MARKET CLOSE: NZ shares rise; ANZ, Westpac gain, Pacific Edge up on new test
New Zealand shares rose, led by Australia and New Zealand Banking Group and Westpac Banking Corp after an Australian report proposed restrictions on lenders that were less onerous than feared. Pacific Edge gained on the launch of its second commercialised product.
The NZX 50 Index rose 7.413 points, or 0.1 percent, to 5529.322. Within the index, 23 stocks rose, 23 fell and four were unchanged. Turnover was a lighter-than-usual $88.9 million.
Across the Tasman 'the big four' Australian banks, which own New Zealand's major banks, rose after the government's Murray Report into the finance sector proposed milder changes than the market was expecting, including lifting how much capital banks must keep on hand. ANZ gained 3.5 percent to $35.40 and Westpac rose 3.4 percent to $36.45.
"The banks had come back a long way in the expectation of what the capital requirements would be," said David Price, a broker at Forsyth Barr. "I think the market prepared for the worst and it hasn't turned out that way."
Pacific Edge rose 1.2 percent to 86 cents, paring an intraday climb as high as 88 cents. The Dunedin-based non-invasive bladder cancer test developer launched its second cancer test in New Zealand and flags a US launch early next year. The company aims to develop a range of products to meet the specific needs for the detection and management of bladder cancer, growing annual revenue to $100 million in the coming years and is targeting the US to be a large portion of that income.
"These are milestone announcements you expect them to make," Price said. "The thing we want to see is the uptake of the tests - at its first-half the percentage increase we saw were quite large percentage wise but we didn't get to see the scale."
Chorus advanced 2.1 percent to $2.705, extending last week's gains after the Commerce Commission lifted how much it can charge for use of its copper lines. Spark New Zealand, formerly Telecom Corp and Chorus's biggest copper customer, rose 0.9 percent to $2.935, recovering some of last week's losses after the draft determination could drive up its costs by $60 million a year and hurt earnings.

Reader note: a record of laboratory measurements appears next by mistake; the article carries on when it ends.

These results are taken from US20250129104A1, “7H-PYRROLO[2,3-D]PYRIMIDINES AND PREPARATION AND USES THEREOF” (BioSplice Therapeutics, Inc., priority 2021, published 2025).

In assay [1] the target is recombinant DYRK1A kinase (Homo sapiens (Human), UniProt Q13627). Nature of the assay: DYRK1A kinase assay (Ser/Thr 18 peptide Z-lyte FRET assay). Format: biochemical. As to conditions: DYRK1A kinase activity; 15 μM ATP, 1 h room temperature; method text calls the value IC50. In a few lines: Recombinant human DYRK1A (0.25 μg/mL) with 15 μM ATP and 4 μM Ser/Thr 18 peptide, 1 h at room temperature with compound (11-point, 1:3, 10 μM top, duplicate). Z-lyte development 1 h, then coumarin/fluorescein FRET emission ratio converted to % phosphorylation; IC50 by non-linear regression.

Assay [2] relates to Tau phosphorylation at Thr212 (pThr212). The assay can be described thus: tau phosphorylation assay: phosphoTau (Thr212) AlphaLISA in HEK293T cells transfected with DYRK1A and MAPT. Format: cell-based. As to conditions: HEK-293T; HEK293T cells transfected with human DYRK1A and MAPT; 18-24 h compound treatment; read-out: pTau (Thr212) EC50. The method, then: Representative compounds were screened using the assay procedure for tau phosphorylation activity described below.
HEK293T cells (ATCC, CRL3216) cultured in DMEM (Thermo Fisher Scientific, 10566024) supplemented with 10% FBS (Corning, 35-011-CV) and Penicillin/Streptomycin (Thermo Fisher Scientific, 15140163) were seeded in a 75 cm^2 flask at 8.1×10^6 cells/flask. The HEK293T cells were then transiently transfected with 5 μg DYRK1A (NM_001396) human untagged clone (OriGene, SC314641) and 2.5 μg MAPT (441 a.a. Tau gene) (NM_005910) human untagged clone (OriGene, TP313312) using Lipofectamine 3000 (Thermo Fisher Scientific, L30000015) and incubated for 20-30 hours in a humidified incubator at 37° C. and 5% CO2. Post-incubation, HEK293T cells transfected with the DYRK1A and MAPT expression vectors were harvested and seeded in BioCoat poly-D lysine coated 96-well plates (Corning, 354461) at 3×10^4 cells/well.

"Some of the market had expected some of the pricing change would stick with Spark so they'd benefit and not pass it on," Price said. "We certainly didn't think that we thought they'd have the one off gain, which is what appears to have unfolded."
NZX fell 1.6 percent to $1.20. The stock market operator will spend up to $35 million buying fund manager and Kiwisaver provider SuperLife as part of a plan to capture the growing Kiwisaver market by launching a series of new exchange traded fund in the coming year.
Fletcher Building, the construction and building supplies company, was unchanged at $8.50.
OceanaGold was the worst performer on the benchmark index, declining 4.6 percent to $2.31.
Outside the benchmark index, Finzsoft Solutions fell 28 percent to $4.61 after announcing it would pay an interim dividend of 14 cents per share, the first interim dividend it has paid in four years.